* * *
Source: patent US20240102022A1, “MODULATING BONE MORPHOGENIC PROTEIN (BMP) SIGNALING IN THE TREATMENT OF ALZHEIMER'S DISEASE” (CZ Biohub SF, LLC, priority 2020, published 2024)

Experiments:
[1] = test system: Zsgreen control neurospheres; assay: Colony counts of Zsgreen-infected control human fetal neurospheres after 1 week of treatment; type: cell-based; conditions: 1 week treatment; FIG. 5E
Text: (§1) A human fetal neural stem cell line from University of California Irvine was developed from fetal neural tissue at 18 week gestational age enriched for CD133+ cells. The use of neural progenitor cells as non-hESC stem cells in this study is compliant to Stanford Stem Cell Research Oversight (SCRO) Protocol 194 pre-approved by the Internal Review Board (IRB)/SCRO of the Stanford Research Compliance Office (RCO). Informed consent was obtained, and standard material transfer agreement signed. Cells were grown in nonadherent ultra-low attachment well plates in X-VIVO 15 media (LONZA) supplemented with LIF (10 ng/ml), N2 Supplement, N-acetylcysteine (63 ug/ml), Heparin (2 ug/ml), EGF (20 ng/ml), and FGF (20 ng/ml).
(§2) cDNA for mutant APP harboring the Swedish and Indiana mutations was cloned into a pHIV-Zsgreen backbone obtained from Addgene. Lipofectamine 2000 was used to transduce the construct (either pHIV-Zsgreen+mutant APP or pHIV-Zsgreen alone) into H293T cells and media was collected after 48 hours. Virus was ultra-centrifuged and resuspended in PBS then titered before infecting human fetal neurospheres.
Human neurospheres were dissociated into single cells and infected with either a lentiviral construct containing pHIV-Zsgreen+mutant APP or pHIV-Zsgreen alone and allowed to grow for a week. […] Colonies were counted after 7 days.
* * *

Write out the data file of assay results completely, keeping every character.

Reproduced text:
Source: patent US20240102022A1, “MODULATING BONE MORPHOGENIC PROTEIN (BMP) SIGNALING IN THE TREATMENT OF ALZHEIMER'S DISEASE” (CZ Biohub SF, LLC, priority 2020, published 2024)

Experiments:
[1] = test system: Zsgreen control neurospheres; assay: Colony counts of Zsgreen-infected control human fetal neurospheres after 1 week of treatment; type: cell-based; conditions: 1 week treatment; FIG. 5E
Text: (§1) A human fetal neural stem cell line from University of California Irvine was developed from fetal neural tissue at 18 week gestational age enriched for CD133+ cells. The use of neural progenitor cells as non-hESC stem cells in this study is compliant to Stanford Stem Cell Research Oversight (SCRO) Protocol 194 pre-approved by the Internal Review Board (IRB)/SCRO of the Stanford Research Compliance Office (RCO). Informed consent was obtained, and standard material transfer agreement signed. Cells were grown in nonadherent ultra-low attachment well plates in X-VIVO 15 media (LONZA) supplemented with LIF (10 ng/ml), N2 Supplement, N-acetylcysteine (63 ug/ml), Heparin (2 ug/ml), EGF (20 ng/ml), and FGF (20 ng/ml).
(§2) cDNA for mutant APP harboring the Swedish and Indiana mutations was cloned into a pHIV-Zsgreen backbone obtained from Addgene. Lipofectamine 2000 was used to transduce the construct (either pHIV-Zsgreen+mutant APP or pHIV-Zsgreen alone) into H293T cells and media was collected after 48 hours. Virus was ultra-centrifuged and resuspended in PBS then titered before infecting human fetal neurospheres.
Human neurospheres were dissociated into single cells and infected with either a lentiviral construct containing pHIV-Zsgreen+mutant APP or pHIV-Zsgreen alone and allowed to grow for a week. […] Colonies were counted after 7 days.